Here’re 6 reasons to invest in gold.
This post is designed merely to rouse your curiosity.
I want to make it clear that I’m neither expert nor licensed to advise in financial investing, so don’t let my comments lead your investment strategy or thinking.
Do your own research and make your own decisions.
Ok, with my disclaimer out of the way, let’s start with a quick look at the properties of money to set the scene.
Study this, then read my thoughts below:
The paper stuff in your wallet, the digits in your bank account …
they are not money.
Money is a long-term store of value.
The stuff in your wallet and your bank account has been inflated away over the years …
and it’s called currency.
If you’re an oldie, this might help to jog your memory:
Technically, it’s called, fiat currency (not fiat ‘money’).
Fiat currency is decreed by government as the legal unit of exchange.
Gold, on the other hand, is different.
That’s why …here it comes,
Reason 1 to invest in gold?
It is money …
and has been since Egyptian times.
So what other reasons are there to invest in a pet rock?
Well, Reason 1 is closely followed by:
Reason 2 to invest in gold?
Your government or central bank can’t just print more of it.
Also known as Quantitative Easing (QE), i.e. ‘money’, ahem …more correctly ‘currency‘, printing.
In fact, if your government does start printing more currency, gold will go up in value by comparison.
It’s called supply and demand.
When you increase the amount of a commodity in a market (currency included) the value goes down in response.
And they ain’t making any more gold (at least, not in our solar system for a few billion more years).
You want proof?
You could try asking someone living in Venezuela.
The IMF predicts their country will finish 2016 with a rate of inflation of 481%.
And to a lesser extent, there’s the UK.
Here’s the price of gold vs the £ when the Bank of England (BoE) announced a new round of QE (money printing) at 12noon on 4th August 2016.
That’s not gold going up in value per se, that’s the £ going down in value due to more currency supply (i.e. printing / QE).
Got it now?
Let’s keep going …
So gold is great insurance (a hedge in financial parlance), to any of the following:
Reason 3: War
Reason 4: Big government spending / economic mismanagement
Reason 5: Central Bank economic mismanagement
Reason 6: Big bank blowups
and a host of other global ailments
before we look into these reasons in a little more detail, here’s one thing you have to do if you own gold:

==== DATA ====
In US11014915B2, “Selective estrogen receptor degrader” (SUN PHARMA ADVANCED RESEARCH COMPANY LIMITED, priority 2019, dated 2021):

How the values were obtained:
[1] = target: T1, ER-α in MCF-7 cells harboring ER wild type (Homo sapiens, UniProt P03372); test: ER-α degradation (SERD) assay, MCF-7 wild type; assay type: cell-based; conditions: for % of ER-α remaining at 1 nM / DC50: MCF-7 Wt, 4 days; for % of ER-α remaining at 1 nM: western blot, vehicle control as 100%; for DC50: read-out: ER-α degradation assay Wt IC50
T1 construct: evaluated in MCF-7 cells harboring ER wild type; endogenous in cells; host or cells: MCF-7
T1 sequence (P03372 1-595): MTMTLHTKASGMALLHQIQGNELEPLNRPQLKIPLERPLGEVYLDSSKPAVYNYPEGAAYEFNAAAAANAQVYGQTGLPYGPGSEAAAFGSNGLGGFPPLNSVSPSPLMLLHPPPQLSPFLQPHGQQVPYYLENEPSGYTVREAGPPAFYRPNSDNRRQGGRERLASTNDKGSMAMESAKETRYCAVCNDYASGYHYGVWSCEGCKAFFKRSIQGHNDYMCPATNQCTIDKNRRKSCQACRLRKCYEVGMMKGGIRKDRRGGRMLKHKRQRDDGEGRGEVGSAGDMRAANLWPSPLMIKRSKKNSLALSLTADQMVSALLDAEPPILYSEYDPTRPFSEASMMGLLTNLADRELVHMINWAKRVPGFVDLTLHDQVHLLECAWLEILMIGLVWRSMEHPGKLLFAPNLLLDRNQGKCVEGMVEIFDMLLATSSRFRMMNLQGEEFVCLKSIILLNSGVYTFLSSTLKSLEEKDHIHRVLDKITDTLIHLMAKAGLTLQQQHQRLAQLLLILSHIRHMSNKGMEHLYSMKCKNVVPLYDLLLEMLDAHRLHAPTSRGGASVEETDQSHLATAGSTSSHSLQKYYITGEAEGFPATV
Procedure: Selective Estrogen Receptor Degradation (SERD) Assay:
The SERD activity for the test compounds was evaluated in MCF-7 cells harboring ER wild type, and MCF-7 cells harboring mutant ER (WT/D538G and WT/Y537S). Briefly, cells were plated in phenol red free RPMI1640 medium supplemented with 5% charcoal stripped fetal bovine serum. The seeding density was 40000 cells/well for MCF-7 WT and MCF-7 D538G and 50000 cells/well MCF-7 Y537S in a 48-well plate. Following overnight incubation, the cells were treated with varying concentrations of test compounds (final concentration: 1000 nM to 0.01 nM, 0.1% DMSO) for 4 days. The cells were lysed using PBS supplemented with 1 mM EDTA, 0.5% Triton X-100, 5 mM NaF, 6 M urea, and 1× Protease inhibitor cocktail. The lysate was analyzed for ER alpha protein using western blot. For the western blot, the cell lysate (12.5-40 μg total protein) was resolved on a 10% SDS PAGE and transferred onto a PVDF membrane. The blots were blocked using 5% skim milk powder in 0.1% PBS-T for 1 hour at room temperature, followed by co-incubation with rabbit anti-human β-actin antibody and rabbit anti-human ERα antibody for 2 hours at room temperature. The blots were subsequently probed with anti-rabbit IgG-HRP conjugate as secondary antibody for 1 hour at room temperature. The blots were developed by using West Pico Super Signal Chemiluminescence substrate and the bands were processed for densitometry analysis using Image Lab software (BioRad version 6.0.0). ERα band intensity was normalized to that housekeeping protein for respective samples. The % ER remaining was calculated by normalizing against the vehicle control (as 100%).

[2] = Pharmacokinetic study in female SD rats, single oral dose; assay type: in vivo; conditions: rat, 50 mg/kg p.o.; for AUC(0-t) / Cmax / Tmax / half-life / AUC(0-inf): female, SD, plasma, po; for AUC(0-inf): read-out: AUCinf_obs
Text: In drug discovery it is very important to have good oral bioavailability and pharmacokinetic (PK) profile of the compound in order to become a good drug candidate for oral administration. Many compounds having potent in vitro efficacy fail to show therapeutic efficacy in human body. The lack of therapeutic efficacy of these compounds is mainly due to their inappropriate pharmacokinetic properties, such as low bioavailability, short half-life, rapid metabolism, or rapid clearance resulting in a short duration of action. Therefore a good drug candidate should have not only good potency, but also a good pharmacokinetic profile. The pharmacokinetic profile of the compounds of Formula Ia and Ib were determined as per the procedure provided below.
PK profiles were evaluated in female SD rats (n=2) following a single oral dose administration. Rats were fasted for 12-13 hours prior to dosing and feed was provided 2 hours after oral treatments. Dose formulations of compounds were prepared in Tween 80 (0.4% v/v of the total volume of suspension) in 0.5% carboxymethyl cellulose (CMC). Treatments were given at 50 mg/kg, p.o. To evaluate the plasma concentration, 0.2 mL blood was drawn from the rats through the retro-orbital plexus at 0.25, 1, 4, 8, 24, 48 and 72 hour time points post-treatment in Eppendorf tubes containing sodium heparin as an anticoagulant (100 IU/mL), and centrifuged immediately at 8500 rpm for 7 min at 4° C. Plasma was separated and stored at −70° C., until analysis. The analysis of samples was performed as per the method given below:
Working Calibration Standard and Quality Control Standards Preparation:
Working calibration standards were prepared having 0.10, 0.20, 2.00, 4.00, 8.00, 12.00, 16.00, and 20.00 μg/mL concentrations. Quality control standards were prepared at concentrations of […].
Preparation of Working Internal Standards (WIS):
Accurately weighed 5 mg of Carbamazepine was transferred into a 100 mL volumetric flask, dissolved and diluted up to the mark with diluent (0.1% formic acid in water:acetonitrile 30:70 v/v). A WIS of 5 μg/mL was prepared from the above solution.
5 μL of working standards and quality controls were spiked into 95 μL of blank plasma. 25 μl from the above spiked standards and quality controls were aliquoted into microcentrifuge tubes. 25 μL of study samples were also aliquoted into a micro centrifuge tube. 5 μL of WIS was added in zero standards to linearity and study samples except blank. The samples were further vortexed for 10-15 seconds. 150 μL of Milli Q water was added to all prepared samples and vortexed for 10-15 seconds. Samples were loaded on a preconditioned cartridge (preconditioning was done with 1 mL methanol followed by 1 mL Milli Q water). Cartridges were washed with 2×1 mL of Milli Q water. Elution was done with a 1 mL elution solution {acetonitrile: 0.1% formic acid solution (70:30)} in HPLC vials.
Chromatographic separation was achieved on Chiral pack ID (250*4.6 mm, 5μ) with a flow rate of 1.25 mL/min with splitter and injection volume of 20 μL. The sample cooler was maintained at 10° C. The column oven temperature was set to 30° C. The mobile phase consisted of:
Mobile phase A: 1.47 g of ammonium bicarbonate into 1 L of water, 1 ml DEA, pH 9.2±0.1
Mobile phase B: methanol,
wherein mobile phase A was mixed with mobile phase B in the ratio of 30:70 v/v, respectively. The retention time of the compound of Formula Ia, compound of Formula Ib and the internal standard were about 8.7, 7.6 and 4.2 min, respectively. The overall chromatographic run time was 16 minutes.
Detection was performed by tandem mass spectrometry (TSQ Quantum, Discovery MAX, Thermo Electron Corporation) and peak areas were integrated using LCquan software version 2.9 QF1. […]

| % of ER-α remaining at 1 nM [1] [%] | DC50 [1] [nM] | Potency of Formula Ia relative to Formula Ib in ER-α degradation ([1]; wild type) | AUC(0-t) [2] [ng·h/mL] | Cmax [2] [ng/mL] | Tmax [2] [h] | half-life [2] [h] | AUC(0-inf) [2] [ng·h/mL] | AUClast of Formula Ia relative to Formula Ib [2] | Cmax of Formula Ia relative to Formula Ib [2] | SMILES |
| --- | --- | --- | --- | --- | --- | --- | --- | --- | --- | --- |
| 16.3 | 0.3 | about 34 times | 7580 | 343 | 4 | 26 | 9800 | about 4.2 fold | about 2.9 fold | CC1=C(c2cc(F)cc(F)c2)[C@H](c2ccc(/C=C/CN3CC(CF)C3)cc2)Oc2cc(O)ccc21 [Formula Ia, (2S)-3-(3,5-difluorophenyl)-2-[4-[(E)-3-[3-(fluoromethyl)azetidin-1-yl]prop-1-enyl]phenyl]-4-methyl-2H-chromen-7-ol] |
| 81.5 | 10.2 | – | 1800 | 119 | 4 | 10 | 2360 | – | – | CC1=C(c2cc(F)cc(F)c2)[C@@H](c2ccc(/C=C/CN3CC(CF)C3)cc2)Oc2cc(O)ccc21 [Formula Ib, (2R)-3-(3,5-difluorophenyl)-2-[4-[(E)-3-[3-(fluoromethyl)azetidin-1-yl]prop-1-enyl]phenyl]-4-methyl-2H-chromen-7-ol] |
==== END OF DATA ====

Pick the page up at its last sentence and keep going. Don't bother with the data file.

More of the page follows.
You must own it outright and have it stored in a professional vault, or safe.
If you only carry a claim cheque to your gold, you might not get it when the SHTF.
Look at this next infographic.
It’s called fractionally reserved paper trading.
Courtesy of: Visual Capitalist
95% of all gold traded in London (the biggest market) is unallocated.
So there are 20x more claims on the gold being traded than actually exists in the market at any one time.
That’s like owning a 1/20th time-share in a holiday home.
Which is fine when everything is chugging along nicely, but wait until everyone wants to get in it at the same time over the Christmas holiday season.
When that happens with gold, what do you get?
A gold run …
How much gold do you reckon you would end up with once the dust settles?
… And don’t forget the old adage that “possession is 9/10th’s of the law”.
Let me put it this way …
If you only have a paper claim to some gold in a gold rush, I seriously doubt you’ll be the one holding it when it’s most needed.
More likely it’ll be Goldman Sachs, your government, or some billionaire living in a bunker in the Cayman Islands.
So get some of the real stuff, the physical, not just the paper in an ETF, a future, or a gold miner stock.
Of course, in a real emergency, you can’t eat gold.
But thankfully these situations are extremely rare, even during wars and other calamities.
Just to prove this point, let’s say you were unfortunate enough to be living in a war-torn country like Syria.
Or, a big government country like Venezuela.
In these countries, the currency has gone, or is close to going, to dust;
However, if you had exchanged your currency before the crisis, for an equivalent of gold, it would still be worth the same today in $’s (actually more in 2016).
Not to mention a heck of a lot more in your local currency.
If you are reading this from the comfort of an already industrialised nation, then you are probably thinking that would never happen here.
In which case, I advise you to take look at this:
The fact is, the world, and especially the industrialised countries, are sitting on a debt supernova.
Our governments have spent beyond their means.
They’ve bailed out banks with tax payer money and rewarded their corporate cronies with lucrative contracts.
Which means …
One day it will blow up.
What money do you think will hold it’s value when it all goes kaput?
The first money that came onto the scene 3000 years ago.
The money that is made inside the heart of a massive dying star during a supernova and can’t be printed by governments.
Think we are some way off the first blow up?
Courtesy of: Visual Capitalist
Of course, Deutsche Bank hasn’t collapsed yet (at least, as of writing).
But it’s share price is certainly in the weeds.
Besides, I bet you are thinking that the German government will just bail them out if it all went up …?
For reference, the annual German GDP is about $3.5 trillion.
That’s right, the output of the entire German nation for one year is less than 10% of Deutsche Banks derivatives portfolio value.
So, I’m not saying you should invest in gold.
Just study the facts and decide for yourself if you should be concerned or not?
Think. (affiliate link)